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Gratitude and the FDL Community


It’s been a long, long week, especially for those of us who know and love Jane.  We’ve fretted together, worried about Jane and her family, prayed, sent out thoughts and lit candles.  We’ve refreshed comments endlessly to check for news.

I spent a lot of time this week waiting by the phone, both hoping that it would ring and dreading it should there be bad news.  Jane got word that her mother was gravely ill late on Friday night/Saturday morning.  She waited to call and tell me until a decent hour on Saturday, so I could have a cuppa coffee in my system before we talked about how we would handle things.  (That’s the Jane that I know so well — thinking about me, even in a crisis, and knowing that a coffee infusion would be necessary on a Saturday.)  I cannot tell you how grateful I am that I could help her in this time of need — it was a grace for me to be able to help.

From that point, the week has really been a blur of marathon blogging and thread reading and very little sleep.  But I wanted to say a few words of thanks to everyone here and in the larger progressive blogosphere, because the reaction and response has been so overwhelmingly positive.  This sounds incredibly corny, but we really are a family here at FDL — and in the greater lefty side of the spectrum, there is so much willingness to pitch in and help.

It’s been overwhelming how many e-mails I’ve gotten from people saying, "What can I do to help out you and Jane?"  Honestly, too many to list here, but a heartfelt thank you to everyone — especially to the gracious souls who have sent me guest posts so that I wouldn’t have to marathon blog the whole week.  (At about Tuesday, the peanut hit the "momma, no computer" wall, so having a few things in the bank was invaluable for me.)

I spoke to Jane a couple of times yesterday.  She is doing as well as can be expected.  Her mother went peacefully, with her loving daughters at her side, holding those gnarled hands.  Jane got to spend the whole week with her because everyone so graciously pitched in here.  From my heart, I thank you, each and every one of you, especially the guest posters and all the "stagehands" who have made a difficult week for Jane a much less stressful one in terms of FDL.  I can’t tell you how much I appreciated all of the help and the words of encouragement and care and grief and what they have meant to Jane and her family.

The "Sorrow" thread from yesterday is the single most amazing outpouring of love that I have ever seen.  I spent an hour and a half last night reading through all the comments, tears running down my face, as old wounds from my Granny’s death surfaced and were healed.  So to everyone, thank you for that as well.

We’re going to take it step by step the next coupla days.  But Immanentize and Lotus came up with an idea last night that I think is wonderful — and Jane loved it as well when we talked about it yesterday evening.  Tomorrow morning, I’ll start with the Pull Up a Chair thread (thanks, Imm, for being the catalyst for this last week…it is quickly becoming my favorite thread).  This week’s theme will be a virtual potluck for Jane and her family.  You can share the recipes that you would normally share with friends and family during happy and sad times, stories about grief or loss or joy or whatever you feel like sharing.  I get the feeling we could all use a little hug at the moment — I know I could, anyway.  And I think this is a great way to do just that.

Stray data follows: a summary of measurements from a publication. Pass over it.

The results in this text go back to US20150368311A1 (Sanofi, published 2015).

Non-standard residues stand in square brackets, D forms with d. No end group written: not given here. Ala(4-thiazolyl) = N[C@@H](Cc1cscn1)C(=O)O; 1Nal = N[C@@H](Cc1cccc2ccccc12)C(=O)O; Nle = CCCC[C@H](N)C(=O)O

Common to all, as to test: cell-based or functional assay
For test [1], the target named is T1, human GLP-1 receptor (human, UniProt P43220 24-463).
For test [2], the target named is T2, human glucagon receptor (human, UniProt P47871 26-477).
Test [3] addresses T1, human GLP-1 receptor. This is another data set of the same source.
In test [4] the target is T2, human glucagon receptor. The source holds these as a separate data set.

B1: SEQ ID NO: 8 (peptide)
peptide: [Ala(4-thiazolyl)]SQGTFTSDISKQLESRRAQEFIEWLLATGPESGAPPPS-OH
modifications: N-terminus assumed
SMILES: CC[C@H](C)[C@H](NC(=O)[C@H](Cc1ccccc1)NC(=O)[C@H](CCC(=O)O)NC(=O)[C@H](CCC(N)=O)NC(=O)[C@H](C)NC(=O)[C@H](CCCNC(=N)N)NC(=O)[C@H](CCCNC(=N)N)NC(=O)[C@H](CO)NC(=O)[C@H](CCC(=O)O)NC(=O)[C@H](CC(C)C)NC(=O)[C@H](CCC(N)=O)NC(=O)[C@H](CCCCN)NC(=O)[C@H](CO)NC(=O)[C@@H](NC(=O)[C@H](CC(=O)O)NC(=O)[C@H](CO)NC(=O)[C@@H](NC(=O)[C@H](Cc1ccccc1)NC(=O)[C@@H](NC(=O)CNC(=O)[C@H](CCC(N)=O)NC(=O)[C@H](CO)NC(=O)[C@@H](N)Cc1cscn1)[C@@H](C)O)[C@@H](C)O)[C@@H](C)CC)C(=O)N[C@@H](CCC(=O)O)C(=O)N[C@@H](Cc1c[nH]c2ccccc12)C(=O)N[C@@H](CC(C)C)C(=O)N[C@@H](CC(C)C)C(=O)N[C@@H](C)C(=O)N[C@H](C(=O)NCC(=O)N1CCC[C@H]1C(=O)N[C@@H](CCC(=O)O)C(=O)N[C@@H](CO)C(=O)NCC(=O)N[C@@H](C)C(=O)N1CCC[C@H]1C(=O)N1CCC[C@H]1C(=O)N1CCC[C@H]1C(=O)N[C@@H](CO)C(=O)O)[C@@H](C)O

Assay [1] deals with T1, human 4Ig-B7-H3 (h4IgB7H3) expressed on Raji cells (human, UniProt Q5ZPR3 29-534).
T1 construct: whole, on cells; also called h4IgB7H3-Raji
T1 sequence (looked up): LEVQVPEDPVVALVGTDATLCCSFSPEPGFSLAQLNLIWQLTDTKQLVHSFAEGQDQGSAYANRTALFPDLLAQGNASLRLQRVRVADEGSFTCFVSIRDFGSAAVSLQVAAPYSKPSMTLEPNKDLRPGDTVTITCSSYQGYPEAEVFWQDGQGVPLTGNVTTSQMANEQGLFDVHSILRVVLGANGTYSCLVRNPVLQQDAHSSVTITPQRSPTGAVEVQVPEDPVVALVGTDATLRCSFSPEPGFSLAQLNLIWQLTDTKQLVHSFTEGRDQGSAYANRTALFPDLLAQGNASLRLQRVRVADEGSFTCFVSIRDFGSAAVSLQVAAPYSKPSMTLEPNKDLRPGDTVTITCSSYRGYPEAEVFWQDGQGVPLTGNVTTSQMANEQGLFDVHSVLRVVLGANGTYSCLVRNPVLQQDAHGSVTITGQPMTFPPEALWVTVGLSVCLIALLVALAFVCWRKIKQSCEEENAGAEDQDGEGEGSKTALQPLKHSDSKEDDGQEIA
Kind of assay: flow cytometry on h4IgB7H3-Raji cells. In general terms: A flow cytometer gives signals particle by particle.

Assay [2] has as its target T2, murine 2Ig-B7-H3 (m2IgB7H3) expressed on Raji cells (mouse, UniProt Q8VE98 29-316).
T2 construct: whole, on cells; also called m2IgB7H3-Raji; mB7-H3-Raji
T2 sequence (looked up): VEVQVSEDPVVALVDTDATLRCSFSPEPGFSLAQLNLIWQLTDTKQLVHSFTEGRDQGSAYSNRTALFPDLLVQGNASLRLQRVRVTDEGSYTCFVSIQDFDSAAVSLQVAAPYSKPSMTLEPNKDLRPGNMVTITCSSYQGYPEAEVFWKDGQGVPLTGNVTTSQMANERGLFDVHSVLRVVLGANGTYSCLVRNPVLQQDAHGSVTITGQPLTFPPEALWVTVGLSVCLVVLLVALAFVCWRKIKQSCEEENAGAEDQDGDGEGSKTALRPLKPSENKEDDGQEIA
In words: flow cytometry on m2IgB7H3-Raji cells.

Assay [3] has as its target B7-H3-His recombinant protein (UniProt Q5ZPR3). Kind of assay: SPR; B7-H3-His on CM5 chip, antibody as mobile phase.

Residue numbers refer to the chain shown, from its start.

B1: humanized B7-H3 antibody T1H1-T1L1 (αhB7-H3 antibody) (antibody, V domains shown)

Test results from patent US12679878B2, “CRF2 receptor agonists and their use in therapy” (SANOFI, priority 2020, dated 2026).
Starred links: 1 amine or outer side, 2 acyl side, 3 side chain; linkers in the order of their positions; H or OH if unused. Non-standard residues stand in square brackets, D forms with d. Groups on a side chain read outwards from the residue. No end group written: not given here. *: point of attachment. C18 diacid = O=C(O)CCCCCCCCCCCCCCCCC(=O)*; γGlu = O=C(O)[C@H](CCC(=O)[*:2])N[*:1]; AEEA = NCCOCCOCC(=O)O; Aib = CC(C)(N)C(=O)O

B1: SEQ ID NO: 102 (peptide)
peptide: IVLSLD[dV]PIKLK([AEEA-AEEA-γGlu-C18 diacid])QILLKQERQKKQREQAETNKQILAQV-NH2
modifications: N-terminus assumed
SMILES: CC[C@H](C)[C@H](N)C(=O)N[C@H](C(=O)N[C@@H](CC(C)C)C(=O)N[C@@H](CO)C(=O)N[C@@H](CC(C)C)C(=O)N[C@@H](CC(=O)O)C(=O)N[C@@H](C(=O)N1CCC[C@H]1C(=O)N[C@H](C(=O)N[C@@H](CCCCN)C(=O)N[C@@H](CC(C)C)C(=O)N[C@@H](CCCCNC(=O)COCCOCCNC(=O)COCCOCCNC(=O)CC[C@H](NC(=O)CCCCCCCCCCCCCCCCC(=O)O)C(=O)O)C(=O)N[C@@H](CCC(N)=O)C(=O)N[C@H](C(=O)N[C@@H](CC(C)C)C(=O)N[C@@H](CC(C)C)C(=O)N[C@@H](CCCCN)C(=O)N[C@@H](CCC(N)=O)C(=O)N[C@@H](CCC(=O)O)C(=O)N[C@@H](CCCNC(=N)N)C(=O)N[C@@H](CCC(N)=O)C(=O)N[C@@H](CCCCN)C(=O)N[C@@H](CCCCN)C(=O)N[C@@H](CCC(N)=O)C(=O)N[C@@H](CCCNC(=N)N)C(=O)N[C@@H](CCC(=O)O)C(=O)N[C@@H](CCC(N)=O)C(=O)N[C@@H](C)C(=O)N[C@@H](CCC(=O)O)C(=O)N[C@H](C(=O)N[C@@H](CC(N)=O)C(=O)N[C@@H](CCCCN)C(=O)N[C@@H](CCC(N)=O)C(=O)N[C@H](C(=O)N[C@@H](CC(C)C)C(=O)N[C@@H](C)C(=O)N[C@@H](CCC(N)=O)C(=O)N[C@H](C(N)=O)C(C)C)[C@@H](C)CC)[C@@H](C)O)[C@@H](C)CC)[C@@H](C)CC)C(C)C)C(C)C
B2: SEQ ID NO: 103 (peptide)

Because we’re a community, and we pull together in times like these and use them to build even stronger bonds.  And then we are going to take this new-found strength and use it to bring our nation out of the shadows and back into the bright light of day. 

(And a short word to the vile trolls who keep trying to spew forth filth:  I feel very sorry for you, and your families, that you do not have the emotional sense and manners to simply say, "I’m sorry for your loss."  I’ll pray for you, because you clearly need it.  But in the meantime, understand this — your juvenile, nasty behavior has only served to strengthen our bonds, our friendship and our resolve.  So whatever your nasty mission was, you have spectacularly failed.  Heckuva job.)

(This is my all time favorite Calvin and Hobbes moment.  I am a huge, HUGE, fan and I miss this series so much.  Mercifully, there is a complete boxed set — which I will fork over the money for one of these days.  If you don’t know the magic and the joy of C&H, take a peek here.)

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Christy Hardin Smith

Christy Hardin Smith

Christy is a "recovering" attorney, who earned her undergraduate degree at Smith College, in American Studies and Government, concentrating in American Foreign Policy. She then went on to graduate studies at the University of Pennsylvania in the field of political science and international relations/security studies, before attending law school at the College of Law at West Virginia University, where she was Associate Editor of the Law Review. Christy was a partner in her own firm for several years, where she practiced in a number of areas including criminal defense, child abuse and neglect representation, domestic law, civil litigation, and she was an attorney for a small municipality, before switching hats to become a state prosecutor. Christy has extensive trial experience, and has worked for years both in and out of the court system to improve the lives of at risk children.

Email: reddhedd AT firedoglake DOT com